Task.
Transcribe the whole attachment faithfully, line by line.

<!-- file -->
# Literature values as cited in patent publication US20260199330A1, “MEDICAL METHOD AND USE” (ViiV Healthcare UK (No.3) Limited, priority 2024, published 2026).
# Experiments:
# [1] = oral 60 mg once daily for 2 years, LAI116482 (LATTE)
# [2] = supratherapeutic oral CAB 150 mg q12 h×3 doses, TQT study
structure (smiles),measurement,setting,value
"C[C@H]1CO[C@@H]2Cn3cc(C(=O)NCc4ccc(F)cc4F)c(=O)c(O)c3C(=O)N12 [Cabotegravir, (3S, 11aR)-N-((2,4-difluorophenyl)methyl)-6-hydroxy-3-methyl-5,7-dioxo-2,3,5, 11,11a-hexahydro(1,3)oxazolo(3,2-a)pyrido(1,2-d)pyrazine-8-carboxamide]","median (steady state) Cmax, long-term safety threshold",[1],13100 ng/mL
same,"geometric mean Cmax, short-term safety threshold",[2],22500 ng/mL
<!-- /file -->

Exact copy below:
# Literature values as cited in patent publication US20260199330A1, “MEDICAL METHOD AND USE” (ViiV Healthcare UK (No.3) Limited, priority 2024, published 2026).
# Experiments:
# [1] = oral 60 mg once daily for 2 years, LAI116482 (LATTE)
# [2] = supratherapeutic oral CAB 150 mg q12 h×3 doses, TQT study
structure (smiles),measurement,setting,value
"C[C@H]1CO[C@@H]2Cn3cc(C(=O)NCc4ccc(F)cc4F)c(=O)c(O)c3C(=O)N12 [Cabotegravir, (3S, 11aR)-N-((2,4-difluorophenyl)methyl)-6-hydroxy-3-methyl-5,7-dioxo-2,3,5, 11,11a-hexahydro(1,3)oxazolo(3,2-a)pyrido(1,2-d)pyrazine-8-carboxamide]","median (steady state) Cmax, long-term safety threshold",[1],13100 ng/mL
same,"geometric mean Cmax, short-term safety threshold",[2],22500 ng/mL